“You give lessons online?” a kid asked me this week when I was giving a demo at a local school. “But how does that like, work?”

With the right technology, online music lessons are not only possible but a terrific alternative to driving long distances and having parents wait in the car or elsewhere. In the few years I’ve been doing it, my students and I are able to conquer physical distance with the help of the internet. If we can do it, so can you.

The changing landscape of education has made online learning is growing in popularity. Using the internet allows for flexibility in time, location, and choice of instructors. Studying with a teacher across the country is now literally within arm’s reach and without the cost of airfare. 

My 15 years of being a music teacher have taught me all the ways that students can learn to play an instrument. In the past several years, homeschool students have become my most appreciative ones because they can study with me from anywhere. From teaching online music lessons, I’ve learned that the internet is one of the best ways to incorporate music study into students’ lives.

How can learning an instrument be done without hands-on instruction or in-person demonstrations from the teacher? These are legitimate questions for those who might want an in-person teacher to help with social interaction and hands-on guidance. 

Even though online learning has numerous advantages, it can also present obstacles when technology becomes more of an enemy than a friend. Here are the top five ways to turn those challenges into opportunities, so that music can be something every homeschool student will enjoy learning. 

  1. Have backup options for technology 

If you live in a place with spotty wifi, or your live video keeps freezing or crashing, things can understandably get frustrating. There is a way to overcome these pitfalls. The best way is to have backup plans for all technology used. 

For live video lessons, I’ve found these apps to be the most trustworthy: Zoom, FaceTime, Appear, Messenger and Skype. These are generally all free, and if one crashes, you can easily switch to another on the same device.

If your video works but your sound does not, have a phone handy so you can speak voice-to-voice while having the visual through video. Zoom is particularly great for setting up conference lines that everyone can call into. It is also great for screen-sharing.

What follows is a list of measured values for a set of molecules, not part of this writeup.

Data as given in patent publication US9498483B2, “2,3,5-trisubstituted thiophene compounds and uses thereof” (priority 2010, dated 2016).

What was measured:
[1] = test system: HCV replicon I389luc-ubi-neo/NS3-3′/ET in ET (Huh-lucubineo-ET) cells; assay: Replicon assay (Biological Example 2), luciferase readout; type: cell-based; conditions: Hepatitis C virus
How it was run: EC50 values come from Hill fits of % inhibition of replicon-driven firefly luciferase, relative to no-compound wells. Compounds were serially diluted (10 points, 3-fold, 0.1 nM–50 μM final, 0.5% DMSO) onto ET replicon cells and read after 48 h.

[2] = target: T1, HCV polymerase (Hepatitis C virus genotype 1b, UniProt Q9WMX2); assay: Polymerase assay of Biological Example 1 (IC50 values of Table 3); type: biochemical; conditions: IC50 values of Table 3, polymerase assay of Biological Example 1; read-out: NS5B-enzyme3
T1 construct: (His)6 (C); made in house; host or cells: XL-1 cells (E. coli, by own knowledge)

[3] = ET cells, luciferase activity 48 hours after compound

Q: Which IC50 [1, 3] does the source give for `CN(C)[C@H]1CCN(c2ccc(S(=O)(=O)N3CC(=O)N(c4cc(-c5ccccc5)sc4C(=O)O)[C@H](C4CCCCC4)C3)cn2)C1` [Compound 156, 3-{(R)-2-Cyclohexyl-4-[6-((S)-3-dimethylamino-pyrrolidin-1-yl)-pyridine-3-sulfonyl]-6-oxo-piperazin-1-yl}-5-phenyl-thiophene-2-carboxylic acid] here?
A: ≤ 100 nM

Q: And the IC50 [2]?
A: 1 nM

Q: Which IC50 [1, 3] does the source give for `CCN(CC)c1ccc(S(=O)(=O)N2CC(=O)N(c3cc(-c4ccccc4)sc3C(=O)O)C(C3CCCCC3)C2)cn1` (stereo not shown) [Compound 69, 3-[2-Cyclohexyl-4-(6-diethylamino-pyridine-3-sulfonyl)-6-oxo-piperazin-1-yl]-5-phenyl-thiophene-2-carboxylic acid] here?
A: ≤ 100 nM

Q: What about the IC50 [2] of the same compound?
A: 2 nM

When your wifi is spotty, have a smartphone handy so you can use your data if necessary. 

  1. Be in the right space

For music lessons, choose a space that is quiet, has good lighting, and also has room for the student to move around comfortably in the camera’s view. The student’s posture, how they hold the instrument, and other factors like their embouchure or bow position are very teachable in an online format when visual and verbal elements work together. 

  1. Have the right tools

Have copies of sheet music on both ends of the line. Send scanned copies of the pieces to the teacher (and vice versa) via scanner apps like Genius Scan

Have a metronome/tuning device that is not an app, but rather a separate, individual device you can buy in your local music store or online. I recommend having it be a metronome and tuner in one so that you keep everything consolidated. 

The reason for the metronome/tuner device (not an app) is to prevent distraction. If you are already using your device for the lesson, have the metronome/tuner be a separate entity. When using it in a live video lesson, the teacher can use their device to demonstrate the correct tempo and intonation, and the student can use theirs to emulate it. That will prevent any delays in the video from disrupting the communication. 

  1. Utilize additional technology to simulate in-person experiences 

The Acapella app is a great way to collaborate amongst multiple people over large distances. SmartMusic is a great way to help the student with guided, accompanied practice. 

  1. Communicate in between lessons 

Choose teachers who are willing to communicate via email or phone on the side to answer questions and go more in-depth into a topic. Write down any questions for the teacher, and make audio recordings to send to them in between lessons.  

If live video lessons just aren’t an option, pre-recorded ones are a good alternative. There are numerous platforms through which you can get pre-recorded and high-quality lessons on any instrument.

At the end of the day, personalized and quality music instruction is what transcends time, space and the interwebs. Make your student level up on all areas of life through the study of music, and use the ever-growing online resources to do so. 

Have more questions or ideas about online music lessons? Let’s talk.

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